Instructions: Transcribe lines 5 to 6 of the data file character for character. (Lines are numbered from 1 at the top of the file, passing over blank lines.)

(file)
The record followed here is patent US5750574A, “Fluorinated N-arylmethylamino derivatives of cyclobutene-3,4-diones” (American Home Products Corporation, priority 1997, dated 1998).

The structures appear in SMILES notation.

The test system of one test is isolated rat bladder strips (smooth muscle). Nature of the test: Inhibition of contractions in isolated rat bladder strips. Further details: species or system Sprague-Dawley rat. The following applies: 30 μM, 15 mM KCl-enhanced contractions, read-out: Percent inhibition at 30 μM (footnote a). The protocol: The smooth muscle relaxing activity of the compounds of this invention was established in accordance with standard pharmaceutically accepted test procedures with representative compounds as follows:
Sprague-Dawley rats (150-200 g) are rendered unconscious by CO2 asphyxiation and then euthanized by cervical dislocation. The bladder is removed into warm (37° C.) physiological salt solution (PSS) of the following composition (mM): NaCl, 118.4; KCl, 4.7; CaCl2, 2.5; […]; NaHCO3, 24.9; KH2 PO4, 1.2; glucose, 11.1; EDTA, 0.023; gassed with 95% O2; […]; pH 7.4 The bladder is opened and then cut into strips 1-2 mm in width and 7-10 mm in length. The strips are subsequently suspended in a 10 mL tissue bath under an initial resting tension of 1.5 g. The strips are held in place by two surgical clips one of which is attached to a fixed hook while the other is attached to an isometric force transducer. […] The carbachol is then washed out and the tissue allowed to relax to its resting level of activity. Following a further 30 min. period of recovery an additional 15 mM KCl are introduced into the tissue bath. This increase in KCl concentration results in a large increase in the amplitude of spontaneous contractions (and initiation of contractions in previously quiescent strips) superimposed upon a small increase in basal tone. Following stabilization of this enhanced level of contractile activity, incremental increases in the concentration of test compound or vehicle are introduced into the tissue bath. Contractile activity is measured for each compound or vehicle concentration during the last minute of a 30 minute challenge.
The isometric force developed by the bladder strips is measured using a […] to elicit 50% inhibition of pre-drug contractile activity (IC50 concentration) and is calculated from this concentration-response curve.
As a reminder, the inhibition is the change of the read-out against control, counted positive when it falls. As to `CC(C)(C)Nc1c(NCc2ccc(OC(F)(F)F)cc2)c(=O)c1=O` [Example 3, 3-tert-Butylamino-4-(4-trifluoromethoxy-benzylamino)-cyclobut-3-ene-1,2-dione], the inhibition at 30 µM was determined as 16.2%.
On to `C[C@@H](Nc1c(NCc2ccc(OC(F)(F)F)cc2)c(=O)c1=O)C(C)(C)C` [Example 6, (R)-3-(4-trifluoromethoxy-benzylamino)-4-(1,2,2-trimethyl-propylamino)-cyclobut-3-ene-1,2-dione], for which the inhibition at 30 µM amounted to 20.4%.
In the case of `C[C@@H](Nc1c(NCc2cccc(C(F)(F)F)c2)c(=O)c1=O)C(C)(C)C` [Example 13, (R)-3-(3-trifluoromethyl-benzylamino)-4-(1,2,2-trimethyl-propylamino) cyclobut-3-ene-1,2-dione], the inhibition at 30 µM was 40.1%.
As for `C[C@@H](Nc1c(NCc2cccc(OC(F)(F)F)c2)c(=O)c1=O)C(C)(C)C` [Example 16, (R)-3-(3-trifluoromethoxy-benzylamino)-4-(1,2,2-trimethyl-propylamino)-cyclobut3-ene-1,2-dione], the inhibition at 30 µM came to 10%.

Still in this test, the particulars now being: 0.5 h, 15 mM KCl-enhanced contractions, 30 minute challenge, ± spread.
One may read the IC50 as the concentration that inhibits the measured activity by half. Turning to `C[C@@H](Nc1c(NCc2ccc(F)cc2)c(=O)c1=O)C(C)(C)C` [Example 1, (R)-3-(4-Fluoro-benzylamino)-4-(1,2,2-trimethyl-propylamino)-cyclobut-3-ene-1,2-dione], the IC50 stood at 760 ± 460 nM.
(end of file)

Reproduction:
The isometric force developed by the bladder strips is measured using a […] to elicit 50% inhibition of pre-drug contractile activity (IC50 concentration) and is calculated from this concentration-response curve.
As a reminder, the inhibition is the change of the read-out against control, counted positive when it falls. As to `CC(C)(C)Nc1c(NCc2ccc(OC(F)(F)F)cc2)c(=O)c1=O` [Example 3, 3-tert-Butylamino-4-(4-trifluoromethoxy-benzylamino)-cyclobut-3-ene-1,2-dione], the inhibition at 30 µM was determined as 16.2%.